ASP.NET 5: What are KRE, KVM, KPM?

ASP.NET vNext comes with new runtime environment called KRE. Besides KRE that runs ASP.NET vNext applications there are also tools for managing KRE versions and NuGet packages that application uses. This posting gives you quick overview about K-world components and explains shortly how to use them.

K has three components:

  1. KRE – K Runtime Environment is the code required to bootstrap and run an ASP.NET vNext application. This includes things like the compilation system, SDK tools, and the native CLR hosts.
  2. KVM – K Version Manager is for updating and installing different versions of KRE. KVM is also used to set default KRE version.
  3. KPM – K Package Manager manages packages needed by applications to run. Packages in this context are NuGet packages.

To better understand how this K-stuff works take a look at the following image:

K Runtime from zero to running application

Here is the example set of commands to install K, take source from Git repository and run the application after packages are downloaded.

@powershell -NoProfile -ExecutionPolicy unrestricted -Command "iex ((new-object net.webclient).DownloadString('https://raw.githubusercontent.com/aspnet/Home/master/kvminstall.ps1'))"
kvm upgrade
git clone https://github.com/aspnet/Home.git
cd Home
cd samples
cd HelloWeb
kpm restore
k web

If everything went normally then you should see some output from simple web server and you can point your browser to URL that you can find from project.json file.

Liked this post? Empower your friends by sharing it!

Gunnar Peipman

Gunnar Peipman is ASP.NET, Azure and SharePoint fan, Estonian Microsoft user group leader, blogger, conference speaker, teacher, and tech maniac. Since 2008 he is Microsoft MVP specialized on ASP.NET.

    15 thoughts on “ASP.NET 5: What are KRE, KVM, KPM?

    • October 20, 2014 at 1:12 pm
      Permalink

      I wonder why “K” word is used. Java uses “J” for JRE and JVM but why “K” from Microsoft. What was the rationale behind it?

    • October 21, 2014 at 10:15 pm
      Permalink

      Looks very promising. Also I spotted “–watch” option for k.
      I understood this should pick up (partially recompile) my changes to sources.
      But actually when I’m running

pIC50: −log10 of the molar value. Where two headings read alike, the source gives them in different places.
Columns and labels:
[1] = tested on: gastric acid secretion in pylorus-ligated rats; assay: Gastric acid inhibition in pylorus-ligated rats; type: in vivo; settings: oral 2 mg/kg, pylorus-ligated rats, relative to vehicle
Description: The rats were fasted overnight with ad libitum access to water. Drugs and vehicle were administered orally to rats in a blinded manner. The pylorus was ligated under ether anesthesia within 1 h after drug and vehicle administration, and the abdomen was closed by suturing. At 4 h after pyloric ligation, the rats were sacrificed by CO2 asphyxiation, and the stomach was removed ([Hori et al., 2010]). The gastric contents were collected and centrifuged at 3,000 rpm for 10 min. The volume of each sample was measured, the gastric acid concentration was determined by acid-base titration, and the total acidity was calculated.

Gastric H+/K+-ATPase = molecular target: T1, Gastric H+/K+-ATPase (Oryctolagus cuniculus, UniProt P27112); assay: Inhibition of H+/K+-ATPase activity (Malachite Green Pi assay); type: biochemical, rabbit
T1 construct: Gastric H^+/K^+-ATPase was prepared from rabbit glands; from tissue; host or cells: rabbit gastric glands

k –watch web

      it starts and works, but only I make a change to the file, it stops and returns back to OS.

      There’s workaround – to use
      k –watch web & k –watch web & k –watch web
      command or recursive batch file.
      Would love to know if is there a proper way for getting instant changes as I change *.cs files?

    • October 27, 2014 at 9:00 am
      Permalink

      I tried also –watch option and found the same thing – it crashes if I change *.cs files. I’m sure it’s bug and it will be fixed in next versions of K. By CTP public releases interval I estimate that next CTP will be here in the end of next month.

    • October 28, 2014 at 4:39 pm
      Permalink

      Confusing as hell. Too many theorists have injected abstractions that are essentially unusable and confusing to 99% of the developers. Keep it simple. Very simple. If not, MVC dies.

    • October 29, 2014 at 5:47 pm
      Permalink

      It’s not so bad, don’t worry. Everything still runs in Visual Studio same way and you can publish your app to Windows Azure same way. This K-world is here just to support some server scenarios like true side-by-side execution and multiple operating systems.

    • October 31, 2014 at 11:59 am
      Permalink

      Unless things are as simple as node.js there is no need for further intrinsic architecture. If it can just mimic node.js and do away with creating middleware that are just necessary and attract other technologists to do MS, you have taken a big pie.
      When non MS people are doing away with versions and doing only latest why is there a KVM?

      When NPM is the only word, why KPM and NuGet?

      The more you complicate the less it is usable

    • October 31, 2014 at 2:12 pm
      Permalink

      Well, all this K-tooling is above .NET framework in big picture. KPM uses actually NuGet to download packages and it runs on all supported platforms. This K-world may seem mysterious and complex but I hope my future posts help to get better picture what is going on.

    • November 10, 2014 at 5:13 am
      Permalink

      I’m very happy to have come across this.

      I can’t wait to start exploring KRE.

      I just spent the last 2 hours exploring Katana and OWIN, both new to me – but both worth the investment of time.

      Thankyou so much Gunnar for writing this.

    • April 1, 2015 at 10:18 am
      Permalink

      My first impression on the letter K was the KDE and Konqueror.
      Personally I think the ASP team should of came up with something more original and specific to ASP – Like the J in JRE, JDK and JVM – Why not the letter A?

    • April 8, 2015 at 12:16 pm
      Permalink

      I think it will be changed before public release. Some parts were already renamed over last weeks.

    • Pingback:Shahed Chowdhuri's Blog: ASP.NET 5 Overview: Post-Build 2015 | Wake Up And Code!

    • Pingback:Preparing for ASP.NET vNext and Visual Studio 2015 | Rob Sanders: Sanders TechnologyRob Sanders: Sanders Technology

    Leave a Reply

    Your email address will not be published. Required fields are marked *